Whose Safety Deposit Box Is It Anyway?

February 11, 2019 at 9:19 am Leave a comment

On a gray and dreary Upstate New York Monday Morning, it’s the little things in life that get me going so I’m as happy as a Patriot fan to be able to talk about one of those bothersome account issues with big implications if you don’t know what you’re doing. You should be familiar with Section 675 of New York’s Banking law which establishes a presumption that all the money in a joint account belongs to all the account holders.

Let’s say a couple opens up a safety deposit box. They both sign your standard agreement. Years go by when all of a sudden your credit union receives an information subpoena requesting about the husband’s accounts. It appears that right around the time the joint account was opened, he was in the middle of some litigation and now owes a judgment worth millions of dollars. The sheriff issues an order to claim the proceeds of the safety deposit box but our couple argues that the proceeds belong to the wife who was not the subject of the lawsuit. She explains that the husband’s name was simply put on the safety deposit box paperwork for convenience. Who’s right and does it really matter? (Remember, that the same legal framework applies to joint accounts as well so it’s worth it to read on and refresh yourself on the basics of joint account ownership.)

This is pretty much the issue that had to be decided by New York’s Appellate Division in the recent case of New York Community Bank v. Bank of Am. N.A. New York Community Bank obtained a money judgment against Eri Chitrik and his d/b/a when they found out that he and his wife had a safety deposit box pursuant to an information subpoena they sent to Bank of America, they commenced a turnover proceeding pursuant to New York CPLR 5225[b]. Fortunately for us the dispute forced the appellate division to grapple with this question: Whether a presumption of joint tenancy with rights of survivorship in a safety deposit box also extends to its contents where only one of the persons who rented the box is a judgment debtor?

The court answered that the same presumption of joint ownership that applies to joint accounts also applies to this safety deposit box. First, the account agreement signed by both parties stipulated that access to the box was under the control of both parties. In addition, pursuant to the bank’s procedures, both husband and wife had to show appropriate identification.

Even though opening up a joint account establishes a presumption of joint access to funds this presumption can be overcome. For instance, the couple could have produced evidence that the husband was never allowed to access the funds and that the money placed in the account was purely for the wife’s benefit. But the key thing to keep in mind is that it was incumbent on the couple to demonstrate why this wasn’t a true joint account as opposed to putting the burden on the creditor to demonstrate that it was. In this case, once the court determined that the safety deposit box was a joint account, the couple had insufficient evidence to demonstrate otherwise.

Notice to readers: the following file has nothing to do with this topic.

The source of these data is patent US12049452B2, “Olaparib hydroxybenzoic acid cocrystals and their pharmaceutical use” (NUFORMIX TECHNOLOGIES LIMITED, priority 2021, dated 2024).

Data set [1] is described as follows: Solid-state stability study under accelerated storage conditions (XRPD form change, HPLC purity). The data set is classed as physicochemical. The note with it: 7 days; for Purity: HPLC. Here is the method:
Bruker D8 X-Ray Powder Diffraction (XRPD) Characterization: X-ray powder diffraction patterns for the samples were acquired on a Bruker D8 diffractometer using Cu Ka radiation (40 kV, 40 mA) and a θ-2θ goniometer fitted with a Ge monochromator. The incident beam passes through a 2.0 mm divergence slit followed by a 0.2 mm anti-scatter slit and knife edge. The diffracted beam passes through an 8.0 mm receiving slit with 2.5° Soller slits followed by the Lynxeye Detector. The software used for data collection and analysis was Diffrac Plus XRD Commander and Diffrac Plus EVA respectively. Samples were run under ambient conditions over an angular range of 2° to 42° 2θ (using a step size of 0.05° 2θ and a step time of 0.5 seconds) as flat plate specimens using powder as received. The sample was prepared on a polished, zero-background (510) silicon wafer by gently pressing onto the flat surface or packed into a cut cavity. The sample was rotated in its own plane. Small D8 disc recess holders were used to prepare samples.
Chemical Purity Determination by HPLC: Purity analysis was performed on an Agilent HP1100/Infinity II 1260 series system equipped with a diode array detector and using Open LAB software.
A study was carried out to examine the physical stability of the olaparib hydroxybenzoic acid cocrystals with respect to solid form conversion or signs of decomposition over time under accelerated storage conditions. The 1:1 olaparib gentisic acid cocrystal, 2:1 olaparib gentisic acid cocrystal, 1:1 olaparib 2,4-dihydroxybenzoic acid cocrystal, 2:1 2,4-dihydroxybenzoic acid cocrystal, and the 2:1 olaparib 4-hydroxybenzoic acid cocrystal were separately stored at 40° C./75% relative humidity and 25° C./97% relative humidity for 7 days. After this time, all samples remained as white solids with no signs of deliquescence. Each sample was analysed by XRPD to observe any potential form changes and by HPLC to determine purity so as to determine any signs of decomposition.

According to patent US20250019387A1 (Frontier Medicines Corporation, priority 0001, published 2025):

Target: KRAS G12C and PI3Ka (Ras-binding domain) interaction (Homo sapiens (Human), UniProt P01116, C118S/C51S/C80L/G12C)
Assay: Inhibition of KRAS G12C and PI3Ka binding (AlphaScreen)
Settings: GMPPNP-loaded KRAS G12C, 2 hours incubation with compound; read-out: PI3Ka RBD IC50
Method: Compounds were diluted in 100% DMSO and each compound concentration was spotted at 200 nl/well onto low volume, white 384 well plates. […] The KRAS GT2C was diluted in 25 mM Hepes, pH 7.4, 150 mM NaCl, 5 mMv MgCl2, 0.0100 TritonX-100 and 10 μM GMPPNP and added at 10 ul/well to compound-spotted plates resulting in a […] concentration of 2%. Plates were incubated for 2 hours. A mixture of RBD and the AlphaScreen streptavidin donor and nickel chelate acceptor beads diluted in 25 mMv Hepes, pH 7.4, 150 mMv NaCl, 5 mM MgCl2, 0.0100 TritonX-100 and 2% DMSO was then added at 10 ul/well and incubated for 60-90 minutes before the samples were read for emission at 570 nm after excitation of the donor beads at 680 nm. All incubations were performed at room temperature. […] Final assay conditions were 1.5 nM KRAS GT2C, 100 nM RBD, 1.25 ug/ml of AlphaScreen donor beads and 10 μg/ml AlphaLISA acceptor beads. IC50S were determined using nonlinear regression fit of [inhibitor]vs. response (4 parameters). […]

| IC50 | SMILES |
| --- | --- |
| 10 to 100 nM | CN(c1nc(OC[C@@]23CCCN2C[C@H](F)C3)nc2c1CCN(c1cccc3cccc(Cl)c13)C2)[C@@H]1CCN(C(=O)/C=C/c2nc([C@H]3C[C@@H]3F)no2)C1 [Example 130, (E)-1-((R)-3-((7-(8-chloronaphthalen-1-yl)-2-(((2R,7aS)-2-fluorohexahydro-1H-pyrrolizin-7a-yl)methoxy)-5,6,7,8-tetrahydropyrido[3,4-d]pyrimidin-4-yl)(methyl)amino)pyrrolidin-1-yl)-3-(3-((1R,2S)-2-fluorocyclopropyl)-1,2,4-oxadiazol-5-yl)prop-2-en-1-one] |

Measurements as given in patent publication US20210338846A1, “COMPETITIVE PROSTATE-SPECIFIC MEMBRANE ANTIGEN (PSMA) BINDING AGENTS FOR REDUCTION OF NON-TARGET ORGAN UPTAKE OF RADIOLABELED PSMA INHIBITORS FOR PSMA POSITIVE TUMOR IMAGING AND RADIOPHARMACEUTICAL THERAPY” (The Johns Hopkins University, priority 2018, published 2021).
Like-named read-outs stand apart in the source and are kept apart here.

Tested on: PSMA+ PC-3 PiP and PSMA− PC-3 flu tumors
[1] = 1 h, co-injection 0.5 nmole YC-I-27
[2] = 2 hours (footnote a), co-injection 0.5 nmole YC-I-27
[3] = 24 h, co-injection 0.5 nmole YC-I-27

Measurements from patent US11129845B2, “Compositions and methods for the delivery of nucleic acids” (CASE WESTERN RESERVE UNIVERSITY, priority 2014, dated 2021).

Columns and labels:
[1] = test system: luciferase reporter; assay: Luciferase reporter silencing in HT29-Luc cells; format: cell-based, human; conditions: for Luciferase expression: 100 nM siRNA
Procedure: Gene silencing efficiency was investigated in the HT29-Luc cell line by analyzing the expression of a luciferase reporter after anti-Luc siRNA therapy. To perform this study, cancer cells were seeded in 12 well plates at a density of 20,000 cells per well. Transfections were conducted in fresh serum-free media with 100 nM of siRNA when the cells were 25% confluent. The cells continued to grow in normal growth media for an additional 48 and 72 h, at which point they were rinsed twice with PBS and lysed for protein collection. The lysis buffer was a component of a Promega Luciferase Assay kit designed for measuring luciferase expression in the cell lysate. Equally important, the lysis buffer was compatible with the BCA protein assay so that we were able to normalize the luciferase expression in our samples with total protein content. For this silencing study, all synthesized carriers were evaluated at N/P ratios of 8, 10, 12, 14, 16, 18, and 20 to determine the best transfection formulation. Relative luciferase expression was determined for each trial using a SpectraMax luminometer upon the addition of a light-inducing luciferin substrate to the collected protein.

Although the case is straightforward, there are some great operational takeaways which I know have come up in telephone calls to our compliance hotline over the years. First, your credit union have clear-cut procedures for opening up safety deposit boxes as well as unequivocal language detailing what type of account is being opened. This will avoid a lot of confusion down the line. Second, an information subpoena presumptively applies to any joint account belonging to the debtor. This means that all the money in the account can be turned over to the creditor. Third, information subpoenas are by far the most common operational issue with which credit unions and banks have to deal with on a daily basis. Properly handled, they do not expose your credit union to liability. This case is a good example. Although New York Community Bank is technically suing Bank of America, the lawsuit is between the account holders and their creditors each contending they should have access to the contents of the safety deposit box being held by Bank of America.

Entry filed under: Compliance, Legal Watch, New York State. Tags: , , .

CU’s Need CECL Guidance Now 4 Lessons from a “Massive” Mortgage Data Breach

Leave a Reply

Fill in your details below or click an icon to log in:

WordPress.com Logo

You are commenting using your WordPress.com account. Log Out /  Change )

Google photo

You are commenting using your Google account. Log Out /  Change )

Twitter picture

You are commenting using your Twitter account. Log Out /  Change )

Facebook photo

You are commenting using your Facebook account. Log Out /  Change )

Connecting to %s

Trackback this post  |  Subscribe to the comments via RSS Feed

Authored By:

Henry Meier, Esq., Senior Vice President, General Counsel, New York Credit Union Association.

The views Henry expresses are Henry’s alone and do not necessarily reflect the views of the Association. In addition, although Henry strives to give his readers useful and accurate information on a broad range of subjects, many of which involve legal disputes, his views are not a substitute for legal advise from retained counsel.

Enter your email address to subscribe to this blog and receive notifications of new posts by email.

Join 598 other followers